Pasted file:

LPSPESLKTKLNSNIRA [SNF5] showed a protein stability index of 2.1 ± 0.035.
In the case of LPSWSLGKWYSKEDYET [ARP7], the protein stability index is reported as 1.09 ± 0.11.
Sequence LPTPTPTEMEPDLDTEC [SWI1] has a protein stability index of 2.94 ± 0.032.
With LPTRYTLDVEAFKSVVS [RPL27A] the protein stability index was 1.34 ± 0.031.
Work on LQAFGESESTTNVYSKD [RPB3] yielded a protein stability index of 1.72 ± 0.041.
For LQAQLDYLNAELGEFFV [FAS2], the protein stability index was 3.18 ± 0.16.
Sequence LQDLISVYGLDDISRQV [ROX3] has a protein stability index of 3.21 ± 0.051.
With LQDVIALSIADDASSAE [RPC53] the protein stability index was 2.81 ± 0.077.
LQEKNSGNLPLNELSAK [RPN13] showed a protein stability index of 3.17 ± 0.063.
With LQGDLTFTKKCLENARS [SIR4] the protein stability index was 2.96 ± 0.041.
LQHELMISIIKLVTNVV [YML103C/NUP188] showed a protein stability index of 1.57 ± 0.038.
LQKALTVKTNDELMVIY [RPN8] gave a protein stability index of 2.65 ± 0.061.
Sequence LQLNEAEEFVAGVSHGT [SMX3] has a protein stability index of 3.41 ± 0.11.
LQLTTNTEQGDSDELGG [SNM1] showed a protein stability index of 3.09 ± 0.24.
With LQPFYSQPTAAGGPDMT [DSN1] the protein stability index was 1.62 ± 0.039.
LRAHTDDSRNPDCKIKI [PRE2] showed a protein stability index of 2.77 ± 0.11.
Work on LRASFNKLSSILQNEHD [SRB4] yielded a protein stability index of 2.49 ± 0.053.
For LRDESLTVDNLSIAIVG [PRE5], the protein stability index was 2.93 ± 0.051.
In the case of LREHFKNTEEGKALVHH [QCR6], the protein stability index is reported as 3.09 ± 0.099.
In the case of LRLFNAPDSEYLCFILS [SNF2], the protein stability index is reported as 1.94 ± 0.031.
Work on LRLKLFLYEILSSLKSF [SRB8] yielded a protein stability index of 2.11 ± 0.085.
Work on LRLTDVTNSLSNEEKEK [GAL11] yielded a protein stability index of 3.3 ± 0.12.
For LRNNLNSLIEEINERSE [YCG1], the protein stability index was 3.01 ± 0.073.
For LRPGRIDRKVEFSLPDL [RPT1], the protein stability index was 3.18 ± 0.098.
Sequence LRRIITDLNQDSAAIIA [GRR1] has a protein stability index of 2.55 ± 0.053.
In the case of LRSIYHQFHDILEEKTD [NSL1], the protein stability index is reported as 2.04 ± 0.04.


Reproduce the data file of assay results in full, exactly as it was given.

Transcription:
LPSPESLKTKLNSNIRA [SNF5] showed a protein stability index of 2.1 ± 0.035.
In the case of LPSWSLGKWYSKEDYET [ARP7], the protein stability index is reported as 1.09 ± 0.11.
Sequence LPTPTPTEMEPDLDTEC [SWI1] has a protein stability index of 2.94 ± 0.032.
With LPTRYTLDVEAFKSVVS [RPL27A] the protein stability index was 1.34 ± 0.031.
Work on LQAFGESESTTNVYSKD [RPB3] yielded a protein stability index of 1.72 ± 0.041.
For LQAQLDYLNAELGEFFV [FAS2], the protein stability index was 3.18 ± 0.16.
Sequence LQDLISVYGLDDISRQV [ROX3] has a protein stability index of 3.21 ± 0.051.
With LQDVIALSIADDASSAE [RPC53] the protein stability index was 2.81 ± 0.077.
LQEKNSGNLPLNELSAK [RPN13] showed a protein stability index of 3.17 ± 0.063.
With LQGDLTFTKKCLENARS [SIR4] the protein stability index was 2.96 ± 0.041.
LQHELMISIIKLVTNVV [YML103C/NUP188] showed a protein stability index of 1.57 ± 0.038.
LQKALTVKTNDELMVIY [RPN8] gave a protein stability index of 2.65 ± 0.061.
Sequence LQLNEAEEFVAGVSHGT [SMX3] has a protein stability index of 3.41 ± 0.11.
LQLTTNTEQGDSDELGG [SNM1] showed a protein stability index of 3.09 ± 0.24.
With LQPFYSQPTAAGGPDMT [DSN1] the protein stability index was 1.62 ± 0.039.
LRAHTDDSRNPDCKIKI [PRE2] showed a protein stability index of 2.77 ± 0.11.
Work on LRASFNKLSSILQNEHD [SRB4] yielded a protein stability index of 2.49 ± 0.053.
For LRDESLTVDNLSIAIVG [PRE5], the protein stability index was 2.93 ± 0.051.
In the case of LREHFKNTEEGKALVHH [QCR6], the protein stability index is reported as 3.09 ± 0.099.
In the case of LRLFNAPDSEYLCFILS [SNF2], the protein stability index is reported as 1.94 ± 0.031.
Work on LRLKLFLYEILSSLKSF [SRB8] yielded a protein stability index of 2.11 ± 0.085.
Work on LRLTDVTNSLSNEEKEK [GAL11] yielded a protein stability index of 3.3 ± 0.12.
For LRNNLNSLIEEINERSE [YCG1], the protein stability index was 3.01 ± 0.073.
For LRPGRIDRKVEFSLPDL [RPT1], the protein stability index was 3.18 ± 0.098.
Sequence LRRIITDLNQDSAAIIA [GRR1] has a protein stability index of 2.55 ± 0.053.
In the case of LRSIYHQFHDILEEKTD [NSL1], the protein stability index is reported as 2.04 ± 0.04.